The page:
Let The VIX Mark The Bottom

There are a number of sentiment indicators in the stock market, but I prefer those that indicate the panic taking place “at the moment”, rather than those depicting “feelings”. So I’ve always used the Volatility Index ($VIX) and equity only put call ratio ($CPCE) and these two have had tremendous success in doing just that. Today, I’m going to focus on just the VIX.

Volatility Index ($VIX)

Investopedia defines the CBOE Volatility Index as “a real-time market index that represents the market’s expectation of 30-day forward-looking volatility. Many call it the “Fear Index”. In the most simplistic way, you should consider the VIX as a way to measure risk. High VIX readings suggest significant risk, while low VIX readings suggest minimal risk. The other correlation is that as the VIX rises, losses grow exponentially. A 10% jump in the VIX while at 15 might result in a 1% of less drop in the S&P 500. But a 10% jump in the VIX at 40 is more likely to coincide with a much steeper S&P 500 loss. The good news is that when the VIX finally peaks, the S&P 500 prints a significant bottom. The level of the VIX, however, indicates the significance of a market bottom. Let me illustrate first with a weekly chart from the past few years:

We moved from a very complacent market throughout 2018 and 2019 to an extremely volatile market in 2020. As a result the ranges of moderate (lighter shade of red) to extreme volatility (dark shade of red) changed. Traders have remained on edge into 2021, despite the significant recovery in the S&P 500 and the eventual move back to all-time highs just last week. We had some fearful times during 2018 and 2019 relating to the trade war, but at the highest level of fear and panic in December 2018, the VIX “only” rose to 37. We hit that yesterday, just three days after setting an all-time high. The best way to describe it is that the market is “cranky”. It doesn’t take much to rile it up, because fear remains high. The normal VIX low during 2018-2019 was 10 to 15. During the pandemic, the normal VIX low has been 20 to 25. We’re a bit cranky. I believe the VIX will top somewhere in the 30-45 range that’s highlighted. That suggests to me that we’re very near a selling climax. The reason I believe that the VIX will stop in this range is because nearly every panicked low since the inception of the VIX has been contained below 45-50. Check out this longer-term monthly VIX chart:

It’s not easy to pinpoint EXACTLY where the VIX (and the S&P 500) will turn. However, the above long-term chart does give us a pretty good sense of where they’re likely to turn. Historically, with only two exceptions, the 30-50 range is where the fear goes before it reaches a climax. In 35 years, there’s only been a dozen or so instances when the VIX moves above 40. We hit 37 on Friday. We’re getting close to rarified air. The only VIX trips above 50 occurred during the worst financial crisis of my lifetime (2008) and the worst health care crisis of my lifetime (2020). While we don’t have a VIX reading for 1987, I suspect we would have seen a VIX top somewhere north of 50. The 1970s secular bear market likely would have produced a VIX above 50, probably in 1974.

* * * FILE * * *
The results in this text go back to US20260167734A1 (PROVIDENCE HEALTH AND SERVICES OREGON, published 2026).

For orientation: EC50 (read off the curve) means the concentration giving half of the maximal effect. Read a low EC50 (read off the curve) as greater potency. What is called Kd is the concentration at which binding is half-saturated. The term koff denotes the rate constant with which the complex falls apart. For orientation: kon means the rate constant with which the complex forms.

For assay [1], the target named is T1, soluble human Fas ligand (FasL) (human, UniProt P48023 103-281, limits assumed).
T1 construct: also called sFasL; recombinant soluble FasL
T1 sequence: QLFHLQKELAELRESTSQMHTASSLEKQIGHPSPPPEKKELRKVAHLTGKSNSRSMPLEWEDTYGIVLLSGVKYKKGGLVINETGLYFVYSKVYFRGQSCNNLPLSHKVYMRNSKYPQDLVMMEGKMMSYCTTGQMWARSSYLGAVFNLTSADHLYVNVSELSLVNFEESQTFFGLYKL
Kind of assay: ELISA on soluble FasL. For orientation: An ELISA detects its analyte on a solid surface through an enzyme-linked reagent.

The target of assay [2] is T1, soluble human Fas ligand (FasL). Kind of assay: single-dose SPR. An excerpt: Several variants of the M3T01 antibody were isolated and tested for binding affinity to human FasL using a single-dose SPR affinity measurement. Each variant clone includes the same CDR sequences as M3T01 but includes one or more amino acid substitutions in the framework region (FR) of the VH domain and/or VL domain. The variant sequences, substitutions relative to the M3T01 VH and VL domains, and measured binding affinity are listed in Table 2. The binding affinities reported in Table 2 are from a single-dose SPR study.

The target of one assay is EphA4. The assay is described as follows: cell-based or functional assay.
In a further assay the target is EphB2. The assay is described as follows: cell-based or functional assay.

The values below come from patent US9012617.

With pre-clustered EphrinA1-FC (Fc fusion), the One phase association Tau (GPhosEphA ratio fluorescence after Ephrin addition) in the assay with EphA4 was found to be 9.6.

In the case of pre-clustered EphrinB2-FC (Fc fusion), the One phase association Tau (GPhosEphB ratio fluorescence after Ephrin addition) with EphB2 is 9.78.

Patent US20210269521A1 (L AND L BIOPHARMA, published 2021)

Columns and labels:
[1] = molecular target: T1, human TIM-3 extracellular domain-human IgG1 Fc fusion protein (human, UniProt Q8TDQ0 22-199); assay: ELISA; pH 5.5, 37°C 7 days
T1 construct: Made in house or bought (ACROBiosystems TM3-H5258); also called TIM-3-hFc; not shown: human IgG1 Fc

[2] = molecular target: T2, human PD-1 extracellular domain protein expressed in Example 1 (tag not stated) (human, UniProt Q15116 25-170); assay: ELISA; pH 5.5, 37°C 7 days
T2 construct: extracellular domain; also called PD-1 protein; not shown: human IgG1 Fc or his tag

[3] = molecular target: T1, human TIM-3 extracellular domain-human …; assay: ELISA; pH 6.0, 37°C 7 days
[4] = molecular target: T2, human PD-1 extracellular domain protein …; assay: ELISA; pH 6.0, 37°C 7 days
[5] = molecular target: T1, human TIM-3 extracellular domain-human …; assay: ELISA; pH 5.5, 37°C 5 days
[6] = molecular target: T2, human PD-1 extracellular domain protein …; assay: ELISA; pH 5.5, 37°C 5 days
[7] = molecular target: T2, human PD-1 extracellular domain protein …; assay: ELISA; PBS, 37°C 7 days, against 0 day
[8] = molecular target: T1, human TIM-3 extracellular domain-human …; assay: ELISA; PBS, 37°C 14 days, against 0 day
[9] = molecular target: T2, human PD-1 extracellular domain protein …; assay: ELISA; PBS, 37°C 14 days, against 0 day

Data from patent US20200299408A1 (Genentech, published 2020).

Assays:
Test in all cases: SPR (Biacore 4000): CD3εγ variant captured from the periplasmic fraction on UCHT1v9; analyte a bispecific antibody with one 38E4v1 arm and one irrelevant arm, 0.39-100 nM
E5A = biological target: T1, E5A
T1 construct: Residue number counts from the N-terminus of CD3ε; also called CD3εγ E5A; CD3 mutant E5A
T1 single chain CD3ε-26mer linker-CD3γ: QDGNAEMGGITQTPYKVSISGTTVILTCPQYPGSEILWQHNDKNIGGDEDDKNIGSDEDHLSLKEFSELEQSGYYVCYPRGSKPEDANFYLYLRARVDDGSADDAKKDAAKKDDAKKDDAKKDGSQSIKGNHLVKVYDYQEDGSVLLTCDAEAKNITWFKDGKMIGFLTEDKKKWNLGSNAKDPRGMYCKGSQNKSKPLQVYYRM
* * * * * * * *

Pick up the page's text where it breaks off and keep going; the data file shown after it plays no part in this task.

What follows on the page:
The biggest risk of being fully invested today is being off one or two days, or maybe even a week, from a significant bottom. If we do see the VIX move into the 40s, or possibly even a test of 50, the S&P 500 could be another 10% lower. Personally, I don’t believe that will happen, but it’s a possibility. Snapback rallies are powerful, however, so you don’t want to miss those.

Bottom line, if you’re a long-term investor, I’d snore during this volatility and short-term selling. If you’re a very short-term trader, though, you’ll need to be nimble. 20 week EMA tests don’t happen often during bull market rallies, but they tend to provide excellent support when they do occur. Here’s what that S&P 500 weekly chart looks like now.

Generally speaking, 20 week EMA tests (green arrows) provide excellent support during uptrending prices. While it’s possible the selling intensifies because high VIX markets can be unpredictable, I think it’s more likely that we’re in the midst of printing the C in an A-B-C correction:

Could the “C” print at or near the key price support level around 3640? Maybe an intraday move to 3605 to test that 20 week EMA and a reversal to hold 3640 support? I’m just speculating and considering the possibilities before they unfold. I will say this. I’d grow much more cautious near-term on a daily close beneath 3600. It would not change my long-term secular bull market thesis at all, but I’ve been around the stock market long enough to know that when a market breaks down with a high VIX, cash is a great place to be. High VIX markets are not rational and market makers have a tendency to “go on vacation”, leaving prices to fall very quickly. When market makers do begin buying again in such a scenario, you’ll know it.

Today’s Event

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